American College of Healthcare Executives
Summer 2011
In This Issue

President's Message
Message from the Regent
National News - Summer 2011
Take Small Steps to Improve Time Management
Build on Excitement
How to Ask for a Raise—and Get It!
2012 to 2014 Credentialing Changes
Ensure delivery of Chapter E-newsletter (Disclaimer)


Chapter Officers

President

Pamela M. Sinclair, FACHE - Advanced Home Care

President-Elect

Samuel B. Seifert - Wake Forest University Baptist Medical Center

Secretary- Treasurer

Preston Hammock  - Alamance Regional Medical Center

Directors

Wendy P. Hicks - Forsythe Medical Center, Novant Health 

Johnny Veal - Lexington Memorial Hopsital

Immediate Past President 

Paul A. Jeffrey
Wesley Long Community Hospital – Moses Cone Health System

How to Ask for a Raise—and Get It!

  
When was the last time you asked for a raise? If you are like most people, you waited until you were frustrated, angry, and resentful. Not the best frame of mind for trying to make a positive change. You probably made some critical mistakes. You may have:
 
·         Made your appeal based on emotion
 
·         Given your boss an ultimatum
 
·         Failed to plan ahead what to say figuring you could just “wing it”
 
And how did that strategy work for you? Did you get everything you hoped for? Probably not.
 
There is a better way to ask for a raise that doesn’t involve emotions, ultimatums, or even slamming doors. The answer is planning. Be prepared with objective documentation that proves beyond doubt that you deserve a raise, and have a strategy that puts that information forward in the best possible light.
 
1. Research salary surveys.
 
If you suspect your current earnings are below average for your industry in your state, verify your suspicion by checking out salary surveys. Your state employment service agencies probably provide a salary survey for your industry. Make copies of any salary surveys you find.
 
Additionally, if you suspect your earnings are low within your own company, ask your human resources representative if he/she can provide the normal salary scale for your position. Ask for a copy if possible.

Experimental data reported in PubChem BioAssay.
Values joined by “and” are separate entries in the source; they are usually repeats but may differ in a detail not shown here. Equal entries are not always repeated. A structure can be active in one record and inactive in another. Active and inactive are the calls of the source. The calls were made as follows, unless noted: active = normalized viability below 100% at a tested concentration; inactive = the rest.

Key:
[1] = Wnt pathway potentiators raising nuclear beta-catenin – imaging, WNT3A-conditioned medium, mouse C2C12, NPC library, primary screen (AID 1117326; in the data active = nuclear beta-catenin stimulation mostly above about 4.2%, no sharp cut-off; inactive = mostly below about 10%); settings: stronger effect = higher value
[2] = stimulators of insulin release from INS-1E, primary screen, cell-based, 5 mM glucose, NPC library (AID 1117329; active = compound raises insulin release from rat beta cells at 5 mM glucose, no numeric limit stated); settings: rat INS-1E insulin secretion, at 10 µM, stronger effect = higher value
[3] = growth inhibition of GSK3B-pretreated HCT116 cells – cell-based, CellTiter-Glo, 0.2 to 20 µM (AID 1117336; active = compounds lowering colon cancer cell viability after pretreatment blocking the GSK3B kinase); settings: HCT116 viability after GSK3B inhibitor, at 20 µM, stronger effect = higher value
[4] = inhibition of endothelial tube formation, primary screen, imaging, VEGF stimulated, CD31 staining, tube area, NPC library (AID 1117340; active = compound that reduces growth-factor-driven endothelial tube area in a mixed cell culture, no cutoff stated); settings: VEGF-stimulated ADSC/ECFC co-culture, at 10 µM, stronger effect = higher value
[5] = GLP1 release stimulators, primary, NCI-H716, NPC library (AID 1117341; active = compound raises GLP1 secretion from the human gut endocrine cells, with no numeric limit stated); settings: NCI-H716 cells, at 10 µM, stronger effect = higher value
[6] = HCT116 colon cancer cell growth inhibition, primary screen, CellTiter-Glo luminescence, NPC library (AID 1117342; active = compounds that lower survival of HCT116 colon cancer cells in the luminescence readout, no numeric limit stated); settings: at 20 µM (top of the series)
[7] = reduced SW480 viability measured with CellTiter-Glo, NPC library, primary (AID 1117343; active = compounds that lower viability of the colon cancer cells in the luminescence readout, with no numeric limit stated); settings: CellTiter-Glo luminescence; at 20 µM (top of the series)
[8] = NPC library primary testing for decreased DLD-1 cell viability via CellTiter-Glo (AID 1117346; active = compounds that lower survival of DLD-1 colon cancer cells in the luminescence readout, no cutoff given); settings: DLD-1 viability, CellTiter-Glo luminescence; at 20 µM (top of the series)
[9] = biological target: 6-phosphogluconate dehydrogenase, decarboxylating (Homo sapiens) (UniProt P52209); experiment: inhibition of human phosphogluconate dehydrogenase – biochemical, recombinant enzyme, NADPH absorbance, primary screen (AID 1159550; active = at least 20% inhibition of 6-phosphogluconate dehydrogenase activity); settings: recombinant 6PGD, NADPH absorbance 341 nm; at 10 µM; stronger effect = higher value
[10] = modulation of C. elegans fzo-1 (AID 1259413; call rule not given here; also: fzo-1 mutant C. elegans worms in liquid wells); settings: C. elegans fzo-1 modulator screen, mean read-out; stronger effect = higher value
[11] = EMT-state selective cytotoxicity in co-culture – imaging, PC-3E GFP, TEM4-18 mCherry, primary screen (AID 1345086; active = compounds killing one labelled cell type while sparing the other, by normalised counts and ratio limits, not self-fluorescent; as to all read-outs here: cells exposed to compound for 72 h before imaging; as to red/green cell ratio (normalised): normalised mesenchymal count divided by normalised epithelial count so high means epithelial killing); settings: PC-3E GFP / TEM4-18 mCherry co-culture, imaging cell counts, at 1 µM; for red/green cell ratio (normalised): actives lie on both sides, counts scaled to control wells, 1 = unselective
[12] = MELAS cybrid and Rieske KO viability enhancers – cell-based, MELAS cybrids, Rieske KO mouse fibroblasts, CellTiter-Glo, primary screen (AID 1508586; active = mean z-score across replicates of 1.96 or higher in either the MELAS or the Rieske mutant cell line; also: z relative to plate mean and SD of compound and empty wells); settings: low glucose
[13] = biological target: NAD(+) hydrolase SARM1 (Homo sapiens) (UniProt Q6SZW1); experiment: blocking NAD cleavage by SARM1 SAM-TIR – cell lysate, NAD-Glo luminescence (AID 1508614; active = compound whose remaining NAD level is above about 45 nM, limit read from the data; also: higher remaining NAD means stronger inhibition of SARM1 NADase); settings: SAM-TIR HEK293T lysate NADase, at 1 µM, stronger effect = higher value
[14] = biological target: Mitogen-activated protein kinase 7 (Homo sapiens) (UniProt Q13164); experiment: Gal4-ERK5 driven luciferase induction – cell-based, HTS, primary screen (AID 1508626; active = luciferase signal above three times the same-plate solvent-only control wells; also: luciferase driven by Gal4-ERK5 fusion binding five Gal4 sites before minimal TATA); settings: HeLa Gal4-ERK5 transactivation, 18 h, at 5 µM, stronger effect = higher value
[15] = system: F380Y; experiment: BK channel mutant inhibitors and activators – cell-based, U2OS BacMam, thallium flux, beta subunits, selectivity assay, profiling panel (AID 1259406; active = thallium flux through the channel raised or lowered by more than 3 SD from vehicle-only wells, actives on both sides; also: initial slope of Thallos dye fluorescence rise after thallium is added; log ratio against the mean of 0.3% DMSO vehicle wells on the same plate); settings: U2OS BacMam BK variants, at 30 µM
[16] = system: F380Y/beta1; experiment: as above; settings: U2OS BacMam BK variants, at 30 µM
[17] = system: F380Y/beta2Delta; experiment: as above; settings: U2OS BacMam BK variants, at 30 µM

These two documented sources will help support the fairness of your request for a raise.
 
2. Prove your worth.
 
If you are waiting for your boss to notice what a great job you are doing, forget it. No one is paying that much attention to you. It’s up to you to prove how much you are worth—literally.
 
Keep a weekly journal of what you’ve done that proves such things as:
 
·         Creating revenue opportunities
 
·         Discovering costs savings
 
·         Helping a coworker meet or beat a deadline
 
·         Developing a better process
 
·         Completing tasks ahead of time
 
·         Generating good will with clients or customers
 
Use your list of accomplishments to update your resume illustrating the positive impact you’ve had on your company. An updated resume is your most convincing evidence that you deserve a raise. It will also put your boss on the alert that you are ready with an updated resume when a recruiter calls.
 
 
3.      Plan your strategy.
 
Too often, people don’t think about what they’re going to say until they’re actually in their boss’ office. That’s too late. Practicing how you want to present your case can be the final key to success in getting your raise.
 
Choose a friend or family member who has been in the position of hiring others, and ask them to let you practice your request for a raise.
 
Once you have your documentation, your updated resume, and your strategy in hand, you’ll be ready to approach your boss with confidence. And you’ll be well on your way to getting the raise you have truly earned.
~~~~~~~~~~~~~~~~~~~~~~~~~~~~~~~~~~~~~~~~~
 
Deborah Walker, Certified Career Management Coach
Read more career tips and see sample resumes at:
www.AlphaAdvantage.com
email: Deb@Alphaadvantage.comext here.

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Next Quarterly Education Session

 

Late September 2011

 

Stay Tuned for Details!



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